French Colonial Administrator
Born: December 26, 1884 at Cayenne, French Guyana
Eboue began his career after graduation from the School of Colonial Administration (l'Ecole coloniale). He was appointed secretary general of the Government of Martinique in 1932 and served in the same capacity in French Sudan in 1934 before his appointment as the first Black Governor of Guadeloupe in 1938. He was appointed Governor of Chad later that same year.
Eboue suffered no illusions regarding the implications of Vichy's capitualtion to Nazi racial philosophy for himself and other non-European French nationals. Chad was the first French colony to march into the Gaullist camp in August 1940 and Eboue led the parade. He was appointed Governor General of French Equatorial Africa after the Free French wrested control of the region's other territories.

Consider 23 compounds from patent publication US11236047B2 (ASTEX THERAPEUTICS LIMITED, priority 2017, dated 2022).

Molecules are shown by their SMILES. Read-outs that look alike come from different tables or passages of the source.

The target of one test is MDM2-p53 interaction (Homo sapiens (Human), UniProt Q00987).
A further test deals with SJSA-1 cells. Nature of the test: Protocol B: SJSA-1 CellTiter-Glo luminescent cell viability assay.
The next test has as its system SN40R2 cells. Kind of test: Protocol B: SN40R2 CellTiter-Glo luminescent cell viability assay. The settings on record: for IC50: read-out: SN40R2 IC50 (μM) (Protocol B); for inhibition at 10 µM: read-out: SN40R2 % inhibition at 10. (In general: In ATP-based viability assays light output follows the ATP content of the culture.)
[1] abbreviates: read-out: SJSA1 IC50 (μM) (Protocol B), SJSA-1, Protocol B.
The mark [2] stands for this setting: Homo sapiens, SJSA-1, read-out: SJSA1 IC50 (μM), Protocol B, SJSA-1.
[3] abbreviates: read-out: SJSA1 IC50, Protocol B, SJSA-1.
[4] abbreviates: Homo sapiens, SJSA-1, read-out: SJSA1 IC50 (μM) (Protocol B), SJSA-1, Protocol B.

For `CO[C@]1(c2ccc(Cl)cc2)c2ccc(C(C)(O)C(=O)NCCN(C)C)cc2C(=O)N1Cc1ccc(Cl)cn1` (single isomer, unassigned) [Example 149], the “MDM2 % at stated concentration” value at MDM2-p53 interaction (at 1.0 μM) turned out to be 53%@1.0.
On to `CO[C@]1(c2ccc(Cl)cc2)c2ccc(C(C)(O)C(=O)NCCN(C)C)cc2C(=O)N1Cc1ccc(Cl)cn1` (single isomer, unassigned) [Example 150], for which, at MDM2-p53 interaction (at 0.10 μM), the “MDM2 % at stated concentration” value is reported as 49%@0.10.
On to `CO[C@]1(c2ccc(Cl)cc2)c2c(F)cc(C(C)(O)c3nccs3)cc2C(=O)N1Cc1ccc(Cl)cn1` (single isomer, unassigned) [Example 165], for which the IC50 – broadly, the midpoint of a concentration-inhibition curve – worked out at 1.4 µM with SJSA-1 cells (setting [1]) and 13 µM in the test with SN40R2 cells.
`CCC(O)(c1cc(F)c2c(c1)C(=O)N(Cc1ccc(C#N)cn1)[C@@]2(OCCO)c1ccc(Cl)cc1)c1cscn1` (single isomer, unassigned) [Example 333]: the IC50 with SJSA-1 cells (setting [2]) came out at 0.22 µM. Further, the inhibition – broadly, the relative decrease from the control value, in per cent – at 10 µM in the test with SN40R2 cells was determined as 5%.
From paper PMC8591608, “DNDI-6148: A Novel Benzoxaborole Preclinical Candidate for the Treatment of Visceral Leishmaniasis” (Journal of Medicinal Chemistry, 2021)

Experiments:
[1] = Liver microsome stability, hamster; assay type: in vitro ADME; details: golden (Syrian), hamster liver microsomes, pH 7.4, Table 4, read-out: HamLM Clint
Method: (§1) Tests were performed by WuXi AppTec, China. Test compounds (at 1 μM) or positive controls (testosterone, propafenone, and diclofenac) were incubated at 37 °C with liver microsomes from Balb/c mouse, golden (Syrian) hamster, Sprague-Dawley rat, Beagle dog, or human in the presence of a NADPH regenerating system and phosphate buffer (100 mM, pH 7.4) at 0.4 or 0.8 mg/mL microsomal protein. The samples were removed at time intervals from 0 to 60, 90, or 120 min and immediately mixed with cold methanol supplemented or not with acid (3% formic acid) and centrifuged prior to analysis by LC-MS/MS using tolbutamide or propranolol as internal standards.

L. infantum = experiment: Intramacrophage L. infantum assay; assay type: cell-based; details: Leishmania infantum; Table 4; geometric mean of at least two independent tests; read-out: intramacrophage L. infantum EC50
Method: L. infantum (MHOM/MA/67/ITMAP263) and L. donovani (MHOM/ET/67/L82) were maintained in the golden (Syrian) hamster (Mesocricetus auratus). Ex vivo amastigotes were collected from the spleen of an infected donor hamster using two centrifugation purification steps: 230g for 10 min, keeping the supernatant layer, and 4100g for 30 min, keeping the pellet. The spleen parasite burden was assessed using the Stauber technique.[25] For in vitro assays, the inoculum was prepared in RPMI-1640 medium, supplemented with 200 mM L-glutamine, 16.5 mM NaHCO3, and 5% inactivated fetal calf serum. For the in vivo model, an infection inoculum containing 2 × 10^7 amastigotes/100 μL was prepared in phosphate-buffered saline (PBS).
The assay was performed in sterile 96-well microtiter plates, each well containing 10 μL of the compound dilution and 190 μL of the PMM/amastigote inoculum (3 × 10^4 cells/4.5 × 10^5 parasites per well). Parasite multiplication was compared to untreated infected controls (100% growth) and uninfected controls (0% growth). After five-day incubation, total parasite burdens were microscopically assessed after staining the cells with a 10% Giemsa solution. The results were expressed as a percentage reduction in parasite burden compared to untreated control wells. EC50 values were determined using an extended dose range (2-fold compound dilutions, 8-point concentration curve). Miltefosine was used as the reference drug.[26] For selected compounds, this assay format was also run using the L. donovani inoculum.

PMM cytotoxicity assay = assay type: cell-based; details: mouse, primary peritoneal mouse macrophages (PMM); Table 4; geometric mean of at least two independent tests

Eboue advocated maintaining ties between metropolitan France and the overseas territories but insisted that they could continue in the postwar world only on the basis of equality. He played a major role in organizing the January 1944 Brazzaville Conference that began the transformation of the French Empire into the French Union.
He died of sudden heart attack in Cairo on March 17, 1944. His ashes were interred at the Pantheon in 1949.
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